The Strength Of Circumstantial Evidence
Circumstantial evidence, like hearsay, is a legal phrase that long ago jumped into common usage among the non-legal community. Yet its usage in everyday discourse indicates that not everyone knows what it is. Lay people have often discounted the reliability of evidence that is “merely” circumstantial.
What is circumstantial, as opposed to direct, evidence? In 1977, you enter Yankee Stadium late for the game. On your way up the stadium ramps you hear a thunderous ovation. The crowd has started to chant, “REG-GIE, REG-GIE.” You see Reggie Jackson leisurely trotting around the bases to home. The scoreboard shows the Yankees leading 1-0. Though you did not directly observe it, the evidence suggests that Reggie Jackson has just hit a home run. The evidence is circumstantial, but it is hard to argue with and is reliable.
In contrast, a fan who watched the whole thing could provide direct evidence of Reggie’s bat striking the ball and its flight over the fence.
Circumstantial evidence can be quite powerful and convincing in a court of law, as a recent New Jersey Supreme Court case indicates. New Jersey has long recognized that liability can be proven circumstantially by establishing that the accident would not have occurred except for a defect in the product. The circumstantial evidence that a plaintiff’s attorney would utilize includes the type of malfunction, proper handling of the product by the consumer, the age of the product and negating other possible causes of the accident. Done successfully, this kind of evidence can carry plaintiff’s burden and support a jury verdict.
The plaintiff in Myrlak v. Port Authority of N.Y and N.J., 157 N.J. 84 (1999) was a 6'6" man weighing 325 lbs. His new chair had knobs and controls to adjust seat back tension. One fateful day the five-week-old chair collapsed underneath him, causing severe injuries. A suit was filed against the manufacturer even though plaintiff’s expert was not able to identify the specific problem which caused the chair to collapse.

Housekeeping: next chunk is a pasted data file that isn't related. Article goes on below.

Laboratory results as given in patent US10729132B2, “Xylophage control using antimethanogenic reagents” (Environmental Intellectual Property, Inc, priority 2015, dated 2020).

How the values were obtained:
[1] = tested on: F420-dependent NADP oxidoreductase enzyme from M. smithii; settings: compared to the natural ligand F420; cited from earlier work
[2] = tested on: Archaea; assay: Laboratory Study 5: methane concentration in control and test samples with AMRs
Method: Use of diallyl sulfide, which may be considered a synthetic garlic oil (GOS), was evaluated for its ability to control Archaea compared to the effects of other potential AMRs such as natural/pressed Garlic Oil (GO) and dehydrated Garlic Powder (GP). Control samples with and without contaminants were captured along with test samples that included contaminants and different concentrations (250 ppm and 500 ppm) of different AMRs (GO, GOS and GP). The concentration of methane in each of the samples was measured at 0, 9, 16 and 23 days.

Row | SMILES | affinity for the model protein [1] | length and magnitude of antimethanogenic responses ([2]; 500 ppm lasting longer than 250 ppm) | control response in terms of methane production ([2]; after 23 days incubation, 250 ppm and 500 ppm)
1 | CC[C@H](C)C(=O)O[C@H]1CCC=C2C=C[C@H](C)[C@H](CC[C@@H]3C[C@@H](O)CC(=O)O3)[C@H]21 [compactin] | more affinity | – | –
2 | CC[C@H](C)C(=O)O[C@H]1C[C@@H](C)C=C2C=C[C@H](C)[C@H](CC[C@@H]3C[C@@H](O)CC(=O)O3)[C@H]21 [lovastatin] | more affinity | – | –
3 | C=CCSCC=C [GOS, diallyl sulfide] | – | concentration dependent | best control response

The trial judge gave instructions to the jury regarding circumstantial evidence, which the New Jersey Supreme Court approved under these facts. The Court went further by adopting “the indeterminate product defect test” found in the Third Restatement of the Law of Products Liability, which reads:
It may be inferred that the harm sustained by the plaintiff was caused by a product defect existing at the time of sale and distribution, without proof of a specific defect, when the incident that harmed the plaintiff:
(A) was of a kind that ordinarily occurs as a result of product defect; and
(B) was not, in the particular case, solely the result of causes other than product defect existing at the time of sale or distribution.
The plaintiff was granted a new trial where he would not be required to prove a specific defect in the chair if his circumstantial proof was strong enough. Presented with facts concerning the newness of the chair and evidence negating other causes for failure of the chair, the jury could infer that the product contained a defect at the time it left the manufacturer’s control.
So how strong is circumstantial evidence and when can it be used? It depends - on the circumstances.